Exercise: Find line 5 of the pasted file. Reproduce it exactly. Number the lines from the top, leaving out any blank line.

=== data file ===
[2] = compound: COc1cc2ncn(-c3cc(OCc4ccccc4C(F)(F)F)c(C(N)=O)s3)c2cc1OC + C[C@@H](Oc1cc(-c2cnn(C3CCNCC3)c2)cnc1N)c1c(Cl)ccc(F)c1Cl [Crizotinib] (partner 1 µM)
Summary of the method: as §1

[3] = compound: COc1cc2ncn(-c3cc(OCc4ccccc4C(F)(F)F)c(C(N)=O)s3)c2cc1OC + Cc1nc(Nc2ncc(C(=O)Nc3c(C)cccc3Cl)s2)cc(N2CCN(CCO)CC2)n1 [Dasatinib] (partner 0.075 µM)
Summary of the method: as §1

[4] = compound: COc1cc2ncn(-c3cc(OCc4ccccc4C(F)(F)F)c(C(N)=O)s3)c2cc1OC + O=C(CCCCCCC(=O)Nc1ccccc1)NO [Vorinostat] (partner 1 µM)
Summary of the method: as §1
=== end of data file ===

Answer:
[4] = compound: COc1cc2ncn(-c3cc(OCc4ccccc4C(F)(F)F)c(C(N)=O)s3)c2cc1OC + O=C(CCCCCCC(=O)Nc1ccccc1)NO [Vorinostat] (partner 1 µM)